By Kelly Dearmore
By Jim Schutze
By Rachel Watts
By Lauren Drewes Daniels
By Anna Merlan
By Lee Escobedo
By Alice Laussade
"When you work within a group, you have to put your own conception of things aside," he says. "It's a tightrope walk, but you can make it work."
Buckingham has another solo venture in the works for 2008, and then Fleetwood Mac will regroup once again for an effort slated for release in 2009. Buckingham cherishes the hectic pace, not wanting another decade and a half to pass without making an album.
"I don't want to be known as the Terrence Malick of rock," says Buckingham, referring to the reclusive director who once went 20 years between films.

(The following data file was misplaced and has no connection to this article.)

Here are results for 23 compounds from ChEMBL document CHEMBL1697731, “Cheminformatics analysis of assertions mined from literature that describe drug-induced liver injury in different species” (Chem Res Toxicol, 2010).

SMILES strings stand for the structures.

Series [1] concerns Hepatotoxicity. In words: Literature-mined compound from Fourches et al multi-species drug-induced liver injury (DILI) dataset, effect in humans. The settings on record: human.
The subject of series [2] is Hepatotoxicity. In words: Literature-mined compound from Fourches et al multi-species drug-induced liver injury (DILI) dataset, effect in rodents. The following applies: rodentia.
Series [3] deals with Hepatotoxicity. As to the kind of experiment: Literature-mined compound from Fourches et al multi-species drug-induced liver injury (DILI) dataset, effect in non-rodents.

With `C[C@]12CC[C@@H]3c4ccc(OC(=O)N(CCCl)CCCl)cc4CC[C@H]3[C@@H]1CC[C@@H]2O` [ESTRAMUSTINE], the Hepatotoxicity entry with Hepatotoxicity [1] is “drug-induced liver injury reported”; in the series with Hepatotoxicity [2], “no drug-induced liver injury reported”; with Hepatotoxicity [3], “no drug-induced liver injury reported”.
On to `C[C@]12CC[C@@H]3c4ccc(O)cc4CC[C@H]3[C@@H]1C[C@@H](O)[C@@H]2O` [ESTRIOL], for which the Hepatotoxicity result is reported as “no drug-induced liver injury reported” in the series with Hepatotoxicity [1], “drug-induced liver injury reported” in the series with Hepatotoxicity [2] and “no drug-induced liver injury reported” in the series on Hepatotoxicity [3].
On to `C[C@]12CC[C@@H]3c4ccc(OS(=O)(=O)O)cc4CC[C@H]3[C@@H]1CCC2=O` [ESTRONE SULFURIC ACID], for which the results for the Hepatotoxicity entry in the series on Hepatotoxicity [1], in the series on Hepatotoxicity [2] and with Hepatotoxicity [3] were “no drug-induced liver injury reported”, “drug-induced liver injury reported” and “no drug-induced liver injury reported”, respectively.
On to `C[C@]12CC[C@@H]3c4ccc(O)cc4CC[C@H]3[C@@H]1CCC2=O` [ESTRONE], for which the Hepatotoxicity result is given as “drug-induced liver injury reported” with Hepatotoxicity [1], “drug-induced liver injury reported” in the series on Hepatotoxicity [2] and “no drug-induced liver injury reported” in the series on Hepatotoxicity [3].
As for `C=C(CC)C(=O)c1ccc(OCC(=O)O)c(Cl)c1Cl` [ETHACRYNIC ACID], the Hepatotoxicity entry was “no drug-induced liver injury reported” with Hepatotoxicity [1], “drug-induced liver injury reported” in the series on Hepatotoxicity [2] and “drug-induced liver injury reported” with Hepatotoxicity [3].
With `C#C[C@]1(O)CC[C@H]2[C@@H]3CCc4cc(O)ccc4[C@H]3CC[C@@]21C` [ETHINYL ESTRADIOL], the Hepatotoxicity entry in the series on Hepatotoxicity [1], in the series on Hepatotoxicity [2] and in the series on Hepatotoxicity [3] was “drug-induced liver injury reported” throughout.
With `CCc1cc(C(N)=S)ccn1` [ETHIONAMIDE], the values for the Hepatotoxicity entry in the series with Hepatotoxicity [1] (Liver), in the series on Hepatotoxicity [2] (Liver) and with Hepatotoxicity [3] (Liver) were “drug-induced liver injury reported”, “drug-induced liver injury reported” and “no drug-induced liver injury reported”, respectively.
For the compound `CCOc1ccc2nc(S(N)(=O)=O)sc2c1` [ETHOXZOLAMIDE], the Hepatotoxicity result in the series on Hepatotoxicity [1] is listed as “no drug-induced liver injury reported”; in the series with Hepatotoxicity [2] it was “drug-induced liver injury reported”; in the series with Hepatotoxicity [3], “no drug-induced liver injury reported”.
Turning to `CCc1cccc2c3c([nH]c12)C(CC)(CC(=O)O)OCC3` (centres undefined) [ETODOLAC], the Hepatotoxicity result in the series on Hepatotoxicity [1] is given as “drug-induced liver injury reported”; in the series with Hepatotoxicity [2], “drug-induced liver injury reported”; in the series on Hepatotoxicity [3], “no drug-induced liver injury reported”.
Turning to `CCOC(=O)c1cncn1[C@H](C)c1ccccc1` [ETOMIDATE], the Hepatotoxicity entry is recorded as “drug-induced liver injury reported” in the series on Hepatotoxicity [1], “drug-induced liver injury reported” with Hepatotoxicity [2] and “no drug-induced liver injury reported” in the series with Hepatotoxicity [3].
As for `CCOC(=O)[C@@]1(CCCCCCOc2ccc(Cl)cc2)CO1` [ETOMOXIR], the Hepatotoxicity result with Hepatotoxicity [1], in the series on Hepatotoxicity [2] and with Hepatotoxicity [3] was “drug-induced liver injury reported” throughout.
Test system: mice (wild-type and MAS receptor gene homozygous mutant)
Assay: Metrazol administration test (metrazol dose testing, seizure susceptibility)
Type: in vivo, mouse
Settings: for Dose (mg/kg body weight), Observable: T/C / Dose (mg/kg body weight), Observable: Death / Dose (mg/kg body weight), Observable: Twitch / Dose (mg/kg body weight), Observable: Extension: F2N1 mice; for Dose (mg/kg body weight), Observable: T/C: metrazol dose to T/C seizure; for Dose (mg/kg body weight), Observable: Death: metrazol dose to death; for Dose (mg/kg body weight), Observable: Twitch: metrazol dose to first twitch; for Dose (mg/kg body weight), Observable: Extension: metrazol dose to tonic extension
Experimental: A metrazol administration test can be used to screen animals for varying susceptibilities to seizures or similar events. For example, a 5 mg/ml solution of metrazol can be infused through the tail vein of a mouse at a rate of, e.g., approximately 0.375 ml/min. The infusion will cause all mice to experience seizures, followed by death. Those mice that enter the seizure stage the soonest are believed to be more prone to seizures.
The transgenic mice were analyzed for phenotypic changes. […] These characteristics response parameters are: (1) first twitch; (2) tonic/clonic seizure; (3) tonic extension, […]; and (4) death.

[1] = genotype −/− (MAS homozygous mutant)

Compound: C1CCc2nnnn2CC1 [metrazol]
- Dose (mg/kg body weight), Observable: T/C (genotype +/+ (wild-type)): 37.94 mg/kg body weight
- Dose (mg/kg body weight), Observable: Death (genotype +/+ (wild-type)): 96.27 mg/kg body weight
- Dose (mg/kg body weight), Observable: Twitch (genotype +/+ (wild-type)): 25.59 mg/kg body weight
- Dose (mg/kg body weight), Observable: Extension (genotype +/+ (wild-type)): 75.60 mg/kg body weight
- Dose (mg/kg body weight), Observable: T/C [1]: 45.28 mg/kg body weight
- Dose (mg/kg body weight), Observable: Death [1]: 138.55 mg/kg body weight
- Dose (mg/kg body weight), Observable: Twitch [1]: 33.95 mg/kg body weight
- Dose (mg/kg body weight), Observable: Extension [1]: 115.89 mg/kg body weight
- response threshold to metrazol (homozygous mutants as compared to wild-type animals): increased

Buckingham has dutifully returned to the Fleetwood Mac fold whenever called upon, seeing the opportunity to take the band in directions they might not have been allowed to pursue 20 years ago.
"Some record companies want to keep you in a place where you really are not," says Buckingham. "I want to be a person, in and out of Fleetwood Mac, who has integrity on his own terms."
Unconcerned with the celebrity inherent in being a past and future member of one of rock's iconic groups, Buckingham is content with his image as the oddball outsider, the guy some might consider an agitator.
"I am certainly a threat to the status quo," says Buckingham.